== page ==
The Less Mysterious World of Hedge Funds
The mystique of hedge funds is undeniable.
In the investment management world, hedge funds are often referred to as “smart money.” They command premium fees and are thought to attract the best and brightest talent. Beyond this world, they are known for having minted several billionaires and hundreds, if not thousands, of millionaires. And they are an increasingly attractive topic for writers of both fiction and nonfiction.
As much as they are admired, hedge fund managers are also feared and, in some quarters, even loathed. Some see them as investment cowboys who, in ruthless pursuit of profits, pose significant risks to the stability of the global financial systems. No wonder hedge funds have attracted the attention of regulators and, in cases of countries in severe crises (be it Asia in the late 1990s or Europe today) that of politicians pointing an accusatory finger claiming that they are sources of disruptive evil and illicit earnings at the expense of entire nations.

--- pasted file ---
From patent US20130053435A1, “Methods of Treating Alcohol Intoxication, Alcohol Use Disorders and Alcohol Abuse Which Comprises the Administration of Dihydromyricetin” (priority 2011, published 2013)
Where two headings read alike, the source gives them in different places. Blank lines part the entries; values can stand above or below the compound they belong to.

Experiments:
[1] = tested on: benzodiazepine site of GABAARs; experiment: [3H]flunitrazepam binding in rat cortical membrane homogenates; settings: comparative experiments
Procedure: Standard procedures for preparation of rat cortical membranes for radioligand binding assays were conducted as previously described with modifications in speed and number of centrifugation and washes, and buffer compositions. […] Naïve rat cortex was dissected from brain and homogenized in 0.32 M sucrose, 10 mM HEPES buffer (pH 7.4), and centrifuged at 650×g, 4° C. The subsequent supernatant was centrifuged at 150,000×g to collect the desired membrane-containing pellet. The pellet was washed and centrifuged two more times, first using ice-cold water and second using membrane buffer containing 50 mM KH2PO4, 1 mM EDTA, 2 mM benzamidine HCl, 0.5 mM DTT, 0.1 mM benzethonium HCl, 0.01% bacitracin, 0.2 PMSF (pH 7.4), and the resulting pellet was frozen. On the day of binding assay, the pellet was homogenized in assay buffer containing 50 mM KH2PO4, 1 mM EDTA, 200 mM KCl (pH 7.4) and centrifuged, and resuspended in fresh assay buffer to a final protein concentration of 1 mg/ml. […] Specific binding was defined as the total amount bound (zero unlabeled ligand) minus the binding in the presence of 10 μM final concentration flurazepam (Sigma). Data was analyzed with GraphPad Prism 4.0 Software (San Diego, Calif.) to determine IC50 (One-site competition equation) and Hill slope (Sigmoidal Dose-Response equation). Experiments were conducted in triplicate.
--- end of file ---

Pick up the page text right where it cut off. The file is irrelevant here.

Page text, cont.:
Whether you like them or hate them, there is little denying that the hedge fund industry is here today because of their early well-earned reputation of savvy, agility, and investment coups. In recent years, however, the standing of hedge funds has come under pressure as their numbers have mushroomed, average investment returns have generally disappointed, and the investment landscape has become more complex and harder ...